Whether you already use a harness for your dog, or you’re considering making the switch from the more traditional collar, there are many elements to consider when it comes to the safety of your dog and enhancing their outdoor adventures.
While a collar and leash are the traditional option when walking a dog, for dogs who pull during walks, a collar may increase the risk of neck injury and a harness may be a more suitable option.
First, you must understand if your dog is suitable for a harness based on breed, activity level and walking behaviours. For example, a halter with a back clip, as opposed to a front clip, may be better for flat-nosed dogs (Pugs and Shih Tzus) and small breeds. This is because front-clip harnesses may put too much pressure on their chest and throat. Front-hook harnesses can affect a dog’s natural gait and hinder shoulder movement and may be better suited for pullers or reactive dogs as you are more easily able to control their movement.
Overall, comfort is key and the harness should not fit too tightly (rub the shoulders or arms) or too loosely. A well-fitting harness won’t gap, pull, chafe, or otherwise irritate the dog and will stay put with minimal movement as the dog walk. Chesty dogs, like Dobermans and Bulldogs might have a tougher time finding a harness that fits properly, in which case a collar & leash may be more suitable. Pet parents with long-haired breeds, like Sheepdogs or Bernese Mountain Dogs may also opt for a leash & collar as to not pull on their fur. To ensure the fit is right for your dog, you should be able to fit two fingers between the harness and your dog with little give.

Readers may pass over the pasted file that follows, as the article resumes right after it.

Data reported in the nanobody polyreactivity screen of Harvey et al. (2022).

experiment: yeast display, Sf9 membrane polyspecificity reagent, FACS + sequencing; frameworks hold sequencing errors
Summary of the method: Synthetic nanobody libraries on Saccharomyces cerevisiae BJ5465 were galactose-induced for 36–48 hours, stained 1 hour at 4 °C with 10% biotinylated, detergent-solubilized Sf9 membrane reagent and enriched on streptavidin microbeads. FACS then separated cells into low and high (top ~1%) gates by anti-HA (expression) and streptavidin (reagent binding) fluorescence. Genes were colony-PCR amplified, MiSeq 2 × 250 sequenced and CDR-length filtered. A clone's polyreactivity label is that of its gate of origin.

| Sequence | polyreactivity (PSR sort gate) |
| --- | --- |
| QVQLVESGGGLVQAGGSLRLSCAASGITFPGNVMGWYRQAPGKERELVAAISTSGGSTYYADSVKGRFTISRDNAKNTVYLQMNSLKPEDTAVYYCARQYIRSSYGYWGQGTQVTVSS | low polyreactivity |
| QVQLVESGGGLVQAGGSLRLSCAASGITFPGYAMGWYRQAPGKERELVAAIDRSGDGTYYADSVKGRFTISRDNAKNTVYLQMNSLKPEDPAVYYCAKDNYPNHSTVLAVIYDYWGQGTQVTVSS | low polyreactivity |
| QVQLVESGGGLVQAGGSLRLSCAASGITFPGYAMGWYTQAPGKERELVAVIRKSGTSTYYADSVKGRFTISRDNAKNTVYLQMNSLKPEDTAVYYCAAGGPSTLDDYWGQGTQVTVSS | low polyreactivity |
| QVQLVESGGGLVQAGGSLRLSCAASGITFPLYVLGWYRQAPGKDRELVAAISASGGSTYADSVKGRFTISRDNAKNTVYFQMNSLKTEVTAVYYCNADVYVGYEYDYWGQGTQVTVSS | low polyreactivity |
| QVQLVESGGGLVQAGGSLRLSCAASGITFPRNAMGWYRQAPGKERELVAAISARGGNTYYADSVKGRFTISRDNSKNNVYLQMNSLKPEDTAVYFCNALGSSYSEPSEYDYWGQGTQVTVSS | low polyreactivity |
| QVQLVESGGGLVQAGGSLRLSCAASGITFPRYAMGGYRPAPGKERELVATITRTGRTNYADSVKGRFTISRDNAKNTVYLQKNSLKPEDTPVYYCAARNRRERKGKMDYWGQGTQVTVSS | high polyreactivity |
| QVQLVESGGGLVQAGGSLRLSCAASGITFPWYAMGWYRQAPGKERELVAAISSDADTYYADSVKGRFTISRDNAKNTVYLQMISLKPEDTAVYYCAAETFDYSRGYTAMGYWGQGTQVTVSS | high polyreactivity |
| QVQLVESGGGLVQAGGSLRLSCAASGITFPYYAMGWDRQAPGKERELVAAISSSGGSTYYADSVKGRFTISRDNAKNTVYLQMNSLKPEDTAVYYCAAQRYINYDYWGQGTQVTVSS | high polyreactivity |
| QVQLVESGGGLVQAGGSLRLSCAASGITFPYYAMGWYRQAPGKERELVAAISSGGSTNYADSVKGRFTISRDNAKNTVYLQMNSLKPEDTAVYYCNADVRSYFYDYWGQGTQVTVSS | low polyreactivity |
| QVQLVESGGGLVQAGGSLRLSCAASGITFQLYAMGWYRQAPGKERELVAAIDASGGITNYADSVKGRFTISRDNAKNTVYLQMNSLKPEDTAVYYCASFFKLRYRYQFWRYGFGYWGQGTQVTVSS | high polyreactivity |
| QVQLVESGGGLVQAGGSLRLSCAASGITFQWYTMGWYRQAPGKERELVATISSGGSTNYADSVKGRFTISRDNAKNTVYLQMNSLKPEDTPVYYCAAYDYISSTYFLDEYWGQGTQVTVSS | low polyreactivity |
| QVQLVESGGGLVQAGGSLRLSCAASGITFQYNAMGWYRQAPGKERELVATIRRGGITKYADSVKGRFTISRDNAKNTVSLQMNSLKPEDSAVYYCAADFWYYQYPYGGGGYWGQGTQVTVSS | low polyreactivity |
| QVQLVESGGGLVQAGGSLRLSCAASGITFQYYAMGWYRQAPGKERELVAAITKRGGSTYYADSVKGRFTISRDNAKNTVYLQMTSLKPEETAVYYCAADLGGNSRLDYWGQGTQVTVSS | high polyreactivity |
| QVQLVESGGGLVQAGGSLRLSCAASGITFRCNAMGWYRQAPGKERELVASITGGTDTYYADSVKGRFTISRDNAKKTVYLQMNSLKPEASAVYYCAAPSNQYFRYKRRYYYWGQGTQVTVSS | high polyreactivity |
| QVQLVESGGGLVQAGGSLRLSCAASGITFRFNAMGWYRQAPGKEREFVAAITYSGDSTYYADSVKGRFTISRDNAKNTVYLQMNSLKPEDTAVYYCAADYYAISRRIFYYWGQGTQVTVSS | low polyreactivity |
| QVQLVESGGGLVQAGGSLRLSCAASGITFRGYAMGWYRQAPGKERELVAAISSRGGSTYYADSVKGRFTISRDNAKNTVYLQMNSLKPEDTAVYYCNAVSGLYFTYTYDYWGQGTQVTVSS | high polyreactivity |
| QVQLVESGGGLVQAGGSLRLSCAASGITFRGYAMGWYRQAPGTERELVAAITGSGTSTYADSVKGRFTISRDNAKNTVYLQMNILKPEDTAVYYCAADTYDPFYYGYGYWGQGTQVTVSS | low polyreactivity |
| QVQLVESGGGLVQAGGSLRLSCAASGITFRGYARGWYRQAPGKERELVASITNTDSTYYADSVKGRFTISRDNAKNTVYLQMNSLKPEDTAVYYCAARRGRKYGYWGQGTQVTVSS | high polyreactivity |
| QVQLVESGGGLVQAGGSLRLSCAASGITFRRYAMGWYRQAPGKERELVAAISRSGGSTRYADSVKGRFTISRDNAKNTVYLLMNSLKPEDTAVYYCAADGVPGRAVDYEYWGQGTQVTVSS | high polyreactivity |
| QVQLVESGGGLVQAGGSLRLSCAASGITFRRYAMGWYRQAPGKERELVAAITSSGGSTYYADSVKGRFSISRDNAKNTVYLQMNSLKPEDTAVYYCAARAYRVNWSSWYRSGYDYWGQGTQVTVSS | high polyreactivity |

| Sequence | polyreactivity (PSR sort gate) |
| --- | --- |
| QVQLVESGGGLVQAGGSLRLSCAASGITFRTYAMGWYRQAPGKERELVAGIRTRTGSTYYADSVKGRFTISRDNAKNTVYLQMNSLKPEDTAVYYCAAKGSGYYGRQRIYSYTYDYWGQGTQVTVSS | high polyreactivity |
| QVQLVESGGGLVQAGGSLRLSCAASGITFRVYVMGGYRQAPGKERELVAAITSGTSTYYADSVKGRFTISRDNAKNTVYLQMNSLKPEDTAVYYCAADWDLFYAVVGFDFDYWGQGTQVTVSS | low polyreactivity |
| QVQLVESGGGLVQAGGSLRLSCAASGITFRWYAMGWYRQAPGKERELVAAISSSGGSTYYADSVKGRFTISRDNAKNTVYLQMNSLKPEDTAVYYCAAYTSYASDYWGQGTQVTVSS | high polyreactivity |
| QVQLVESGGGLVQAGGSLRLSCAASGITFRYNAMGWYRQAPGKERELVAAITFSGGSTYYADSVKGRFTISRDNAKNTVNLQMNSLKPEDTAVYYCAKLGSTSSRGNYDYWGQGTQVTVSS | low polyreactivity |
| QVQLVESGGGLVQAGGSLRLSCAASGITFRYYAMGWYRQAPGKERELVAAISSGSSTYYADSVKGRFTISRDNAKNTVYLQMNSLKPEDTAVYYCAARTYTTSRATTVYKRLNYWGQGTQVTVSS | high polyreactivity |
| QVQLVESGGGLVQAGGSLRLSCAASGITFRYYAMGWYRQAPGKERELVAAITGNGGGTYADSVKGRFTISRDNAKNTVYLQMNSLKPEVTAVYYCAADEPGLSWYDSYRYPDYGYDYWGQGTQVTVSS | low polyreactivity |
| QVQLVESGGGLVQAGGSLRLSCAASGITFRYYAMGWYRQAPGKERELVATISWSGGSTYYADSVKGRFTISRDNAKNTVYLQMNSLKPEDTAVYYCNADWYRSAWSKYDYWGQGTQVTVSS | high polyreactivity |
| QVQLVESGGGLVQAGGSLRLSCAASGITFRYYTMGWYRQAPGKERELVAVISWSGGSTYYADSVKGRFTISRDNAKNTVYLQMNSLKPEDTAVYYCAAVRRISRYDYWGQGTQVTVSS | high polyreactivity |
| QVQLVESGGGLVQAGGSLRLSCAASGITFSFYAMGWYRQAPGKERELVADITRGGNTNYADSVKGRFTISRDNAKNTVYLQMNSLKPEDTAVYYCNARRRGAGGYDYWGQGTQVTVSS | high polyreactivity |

Ensuring proper fit is the most important factor of harness use as the biggest risk of any tool is your dog slipping out. With this, it is imperative that your dog is always wearing identification tags, especially if they are reactive or are nervous walkers or as your dog is being acclimated to their new harness.